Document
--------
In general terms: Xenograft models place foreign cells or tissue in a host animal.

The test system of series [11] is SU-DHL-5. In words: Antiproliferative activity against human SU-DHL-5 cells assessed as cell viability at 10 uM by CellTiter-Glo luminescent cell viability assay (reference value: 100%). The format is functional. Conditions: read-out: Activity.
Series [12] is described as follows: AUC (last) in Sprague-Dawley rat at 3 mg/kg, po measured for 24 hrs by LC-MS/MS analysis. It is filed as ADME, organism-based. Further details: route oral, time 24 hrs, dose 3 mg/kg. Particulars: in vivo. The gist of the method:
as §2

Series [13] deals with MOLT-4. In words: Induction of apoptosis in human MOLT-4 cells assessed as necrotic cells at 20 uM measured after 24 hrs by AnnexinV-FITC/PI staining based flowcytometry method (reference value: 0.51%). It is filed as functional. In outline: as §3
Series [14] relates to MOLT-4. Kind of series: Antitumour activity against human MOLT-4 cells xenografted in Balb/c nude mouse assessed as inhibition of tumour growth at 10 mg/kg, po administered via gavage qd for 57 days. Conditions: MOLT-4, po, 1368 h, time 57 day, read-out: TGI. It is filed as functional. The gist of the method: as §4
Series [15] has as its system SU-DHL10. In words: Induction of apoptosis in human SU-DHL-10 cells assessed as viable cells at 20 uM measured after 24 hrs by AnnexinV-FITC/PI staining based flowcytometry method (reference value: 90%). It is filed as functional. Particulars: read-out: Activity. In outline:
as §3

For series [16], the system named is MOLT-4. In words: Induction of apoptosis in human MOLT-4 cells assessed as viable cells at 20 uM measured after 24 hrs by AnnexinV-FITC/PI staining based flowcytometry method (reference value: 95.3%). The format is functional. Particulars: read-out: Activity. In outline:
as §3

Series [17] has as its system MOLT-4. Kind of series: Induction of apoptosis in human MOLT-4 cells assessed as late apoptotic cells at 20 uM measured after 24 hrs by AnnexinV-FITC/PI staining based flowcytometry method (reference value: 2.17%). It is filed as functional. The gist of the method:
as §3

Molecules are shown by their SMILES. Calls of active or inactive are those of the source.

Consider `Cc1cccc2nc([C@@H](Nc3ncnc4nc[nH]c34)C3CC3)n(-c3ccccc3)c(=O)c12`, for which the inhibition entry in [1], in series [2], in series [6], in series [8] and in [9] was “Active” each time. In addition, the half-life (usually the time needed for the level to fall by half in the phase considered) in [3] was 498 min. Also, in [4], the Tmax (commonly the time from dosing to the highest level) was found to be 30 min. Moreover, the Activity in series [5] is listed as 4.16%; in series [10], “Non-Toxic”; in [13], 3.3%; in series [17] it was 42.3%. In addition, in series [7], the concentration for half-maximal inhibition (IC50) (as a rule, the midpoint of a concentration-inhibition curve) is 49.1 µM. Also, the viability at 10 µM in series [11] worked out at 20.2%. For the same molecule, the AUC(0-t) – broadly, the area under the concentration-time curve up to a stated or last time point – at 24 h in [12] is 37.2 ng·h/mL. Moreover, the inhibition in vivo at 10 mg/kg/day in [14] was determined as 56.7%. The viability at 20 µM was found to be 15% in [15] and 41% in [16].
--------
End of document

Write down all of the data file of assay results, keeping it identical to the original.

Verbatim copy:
In general terms: Xenograft models place foreign cells or tissue in a host animal.

The test system of series [11] is SU-DHL-5. In words: Antiproliferative activity against human SU-DHL-5 cells assessed as cell viability at 10 uM by CellTiter-Glo luminescent cell viability assay (reference value: 100%). The format is functional. Conditions: read-out: Activity.
Series [12] is described as follows: AUC (last) in Sprague-Dawley rat at 3 mg/kg, po measured for 24 hrs by LC-MS/MS analysis. It is filed as ADME, organism-based. Further details: route oral, time 24 hrs, dose 3 mg/kg. Particulars: in vivo. The gist of the method:
as §2

Series [13] deals with MOLT-4. In words: Induction of apoptosis in human MOLT-4 cells assessed as necrotic cells at 20 uM measured after 24 hrs by AnnexinV-FITC/PI staining based flowcytometry method (reference value: 0.51%). It is filed as functional. In outline: as §3
Series [14] relates to MOLT-4. Kind of series: Antitumour activity against human MOLT-4 cells xenografted in Balb/c nude mouse assessed as inhibition of tumour growth at 10 mg/kg, po administered via gavage qd for 57 days. Conditions: MOLT-4, po, 1368 h, time 57 day, read-out: TGI. It is filed as functional. The gist of the method: as §4
Series [15] has as its system SU-DHL10. In words: Induction of apoptosis in human SU-DHL-10 cells assessed as viable cells at 20 uM measured after 24 hrs by AnnexinV-FITC/PI staining based flowcytometry method (reference value: 90%). It is filed as functional. Particulars: read-out: Activity. In outline:
as §3

For series [16], the system named is MOLT-4. In words: Induction of apoptosis in human MOLT-4 cells assessed as viable cells at 20 uM measured after 24 hrs by AnnexinV-FITC/PI staining based flowcytometry method (reference value: 95.3%). The format is functional. Particulars: read-out: Activity. In outline:
as §3

Series [17] has as its system MOLT-4. Kind of series: Induction of apoptosis in human MOLT-4 cells assessed as late apoptotic cells at 20 uM measured after 24 hrs by AnnexinV-FITC/PI staining based flowcytometry method (reference value: 2.17%). It is filed as functional. The gist of the method:
as §3

Molecules are shown by their SMILES. Calls of active or inactive are those of the source.

Consider `Cc1cccc2nc([C@@H](Nc3ncnc4nc[nH]c34)C3CC3)n(-c3ccccc3)c(=O)c12`, for which the inhibition entry in [1], in series [2], in series [6], in series [8] and in [9] was “Active” each time. In addition, the half-life (usually the time needed for the level to fall by half in the phase considered) in [3] was 498 min. Also, in [4], the Tmax (commonly the time from dosing to the highest level) was found to be 30 min. Moreover, the Activity in series [5] is listed as 4.16%; in series [10], “Non-Toxic”; in [13], 3.3%; in series [17] it was 42.3%. In addition, in series [7], the concentration for half-maximal inhibition (IC50) (as a rule, the midpoint of a concentration-inhibition curve) is 49.1 µM. Also, the viability at 10 µM in series [11] worked out at 20.2%. For the same molecule, the AUC(0-t) – broadly, the area under the concentration-time curve up to a stated or last time point – at 24 h in [12] is 37.2 ng·h/mL. Moreover, the inhibition in vivo at 10 mg/kg/day in [14] was determined as 56.7%. The viability at 20 µM was found to be 15% in [15] and 41% in [16].